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Forging Steps of a Katana

In an age of mass production, the katana that the Hanwei Forge offers are still hand made by skilled craftsmen.  While the power hammer has replaced some of the back-breaking labor, these katana are made using a process very similar to the one used centuries ago.

Rough Forging

The first step is creating a billet of super high-carbon steel.  The blade is formed using a hot forging process. The steel is heated and repeatedly hammered into shape.  The forging process aligns the crystalline structure of the steel to create a stronger blade.  It provides an even dispersion of carbon throughout the steel providing a uniform strength throughout the finished blade.

Rough Shaping

The forging process leaves a heavy oxide coating called scale.  The scale is removed and the blade is shaped roughly to the needed dimensions.  The steel was allowed to cool slowly at the end of the rough forging stage, so it is still in the annealed (soft) state.  The blade is still straight at this point and will not take on a curve until quenched.

Clay Covering

A special clay is applied by hand to the blade. The clay is thin on the edge and thicker on the rest of the sword.  The thinner the layer of clay, the quicker the steel underneath will cool during quenching.  This will create a hard edge that will keep sharp and a softer spine that will keep the sword from breaking.  A pattern created in the clay coating will created the distinctive hamon (temper line) in the finished blade.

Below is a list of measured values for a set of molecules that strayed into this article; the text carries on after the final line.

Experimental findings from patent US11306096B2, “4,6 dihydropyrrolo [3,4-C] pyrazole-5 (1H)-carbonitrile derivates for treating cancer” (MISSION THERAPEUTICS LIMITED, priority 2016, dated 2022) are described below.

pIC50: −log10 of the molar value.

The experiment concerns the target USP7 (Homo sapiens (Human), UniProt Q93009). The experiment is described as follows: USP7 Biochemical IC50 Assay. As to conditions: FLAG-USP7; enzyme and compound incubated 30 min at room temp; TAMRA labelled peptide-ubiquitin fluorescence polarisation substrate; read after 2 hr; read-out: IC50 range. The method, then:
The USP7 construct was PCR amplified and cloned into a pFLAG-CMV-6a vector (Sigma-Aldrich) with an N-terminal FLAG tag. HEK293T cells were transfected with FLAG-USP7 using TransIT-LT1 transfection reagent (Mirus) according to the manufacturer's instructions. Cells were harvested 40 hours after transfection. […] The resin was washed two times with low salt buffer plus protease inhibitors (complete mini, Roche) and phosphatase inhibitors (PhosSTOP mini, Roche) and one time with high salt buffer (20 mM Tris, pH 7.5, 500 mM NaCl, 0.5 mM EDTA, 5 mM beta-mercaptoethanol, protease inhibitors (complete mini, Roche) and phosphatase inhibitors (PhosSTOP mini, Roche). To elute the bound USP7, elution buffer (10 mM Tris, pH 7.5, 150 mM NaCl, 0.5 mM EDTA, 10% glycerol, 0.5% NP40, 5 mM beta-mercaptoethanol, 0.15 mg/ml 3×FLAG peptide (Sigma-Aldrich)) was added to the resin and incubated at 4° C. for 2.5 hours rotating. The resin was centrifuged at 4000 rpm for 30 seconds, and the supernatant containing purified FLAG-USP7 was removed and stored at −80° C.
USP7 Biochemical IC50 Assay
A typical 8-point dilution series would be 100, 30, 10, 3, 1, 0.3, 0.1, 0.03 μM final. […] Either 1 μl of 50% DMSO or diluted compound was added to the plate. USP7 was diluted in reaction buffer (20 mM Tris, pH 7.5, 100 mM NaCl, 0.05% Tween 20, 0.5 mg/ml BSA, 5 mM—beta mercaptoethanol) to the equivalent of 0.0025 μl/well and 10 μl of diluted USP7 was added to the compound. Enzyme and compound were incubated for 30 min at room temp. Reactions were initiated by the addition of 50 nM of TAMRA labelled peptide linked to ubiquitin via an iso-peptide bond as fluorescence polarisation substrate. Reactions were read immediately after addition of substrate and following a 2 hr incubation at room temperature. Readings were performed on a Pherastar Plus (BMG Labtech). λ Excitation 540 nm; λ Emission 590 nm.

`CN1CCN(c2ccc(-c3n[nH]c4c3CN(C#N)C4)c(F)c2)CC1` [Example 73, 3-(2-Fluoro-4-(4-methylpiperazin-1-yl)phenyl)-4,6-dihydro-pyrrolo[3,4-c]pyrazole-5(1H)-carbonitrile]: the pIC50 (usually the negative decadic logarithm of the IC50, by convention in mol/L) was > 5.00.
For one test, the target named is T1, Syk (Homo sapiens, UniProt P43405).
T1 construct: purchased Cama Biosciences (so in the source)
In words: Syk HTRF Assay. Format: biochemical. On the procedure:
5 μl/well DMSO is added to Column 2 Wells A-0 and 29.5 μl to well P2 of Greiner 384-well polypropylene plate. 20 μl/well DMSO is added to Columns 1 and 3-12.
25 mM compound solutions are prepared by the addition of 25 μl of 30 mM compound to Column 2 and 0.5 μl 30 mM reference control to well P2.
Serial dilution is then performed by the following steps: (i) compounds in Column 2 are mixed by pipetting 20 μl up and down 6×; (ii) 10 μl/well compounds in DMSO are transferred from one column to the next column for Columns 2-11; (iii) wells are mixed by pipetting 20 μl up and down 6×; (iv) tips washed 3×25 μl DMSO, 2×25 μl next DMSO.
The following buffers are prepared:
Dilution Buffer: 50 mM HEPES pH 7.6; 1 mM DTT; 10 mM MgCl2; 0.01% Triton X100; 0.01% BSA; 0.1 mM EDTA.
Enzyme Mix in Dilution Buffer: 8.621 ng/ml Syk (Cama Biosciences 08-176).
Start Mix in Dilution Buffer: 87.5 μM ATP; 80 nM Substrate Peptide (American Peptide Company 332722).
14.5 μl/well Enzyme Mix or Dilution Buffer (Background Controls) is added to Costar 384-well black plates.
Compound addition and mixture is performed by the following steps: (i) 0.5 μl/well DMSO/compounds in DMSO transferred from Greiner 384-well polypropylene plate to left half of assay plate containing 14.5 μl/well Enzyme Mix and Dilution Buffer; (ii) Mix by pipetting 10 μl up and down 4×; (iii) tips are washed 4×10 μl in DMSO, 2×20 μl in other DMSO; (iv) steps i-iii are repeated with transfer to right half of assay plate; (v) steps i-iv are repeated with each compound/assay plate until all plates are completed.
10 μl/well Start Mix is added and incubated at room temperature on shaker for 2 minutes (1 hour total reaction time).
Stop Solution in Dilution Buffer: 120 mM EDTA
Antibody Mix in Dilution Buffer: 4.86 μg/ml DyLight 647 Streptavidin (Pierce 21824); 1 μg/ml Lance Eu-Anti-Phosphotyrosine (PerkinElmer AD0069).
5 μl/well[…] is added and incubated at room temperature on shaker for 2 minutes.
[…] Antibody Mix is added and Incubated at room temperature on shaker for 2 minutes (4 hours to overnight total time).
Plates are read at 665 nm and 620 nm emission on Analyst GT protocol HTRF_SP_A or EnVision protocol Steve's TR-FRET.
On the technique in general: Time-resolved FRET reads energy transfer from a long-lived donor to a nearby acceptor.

The quenching step is the most critical part of the operation. The blade, with its clay covering, is heated and then quenched in a water bath. The critical temperature of the steel is determined by the color it glows.  After reaching the proper temperature, the sword is then quenching in water.  The shape and continuity of the hamon (temper line), the sori (blade curvature), and blade straightness are all determined by the care and skill exercised in quenching.


The last adjustment to shape of the sword are made at this stage.  The final curve (sori) may be adjusted to set the point of balance and point of percussion.  The heavy oxide scale is removed and the blade is rough polishing to finalize the size the dimensions. The habaki (blade collar) is then custom made to fit each sword.


The last step is finish polishing.  This process define ridgelines and other surfaces.  The surfaces of the blade must be carefully polishing to preserve the crisp lines of the blade.  This step must also bring out the beauty of the hamon (temper line).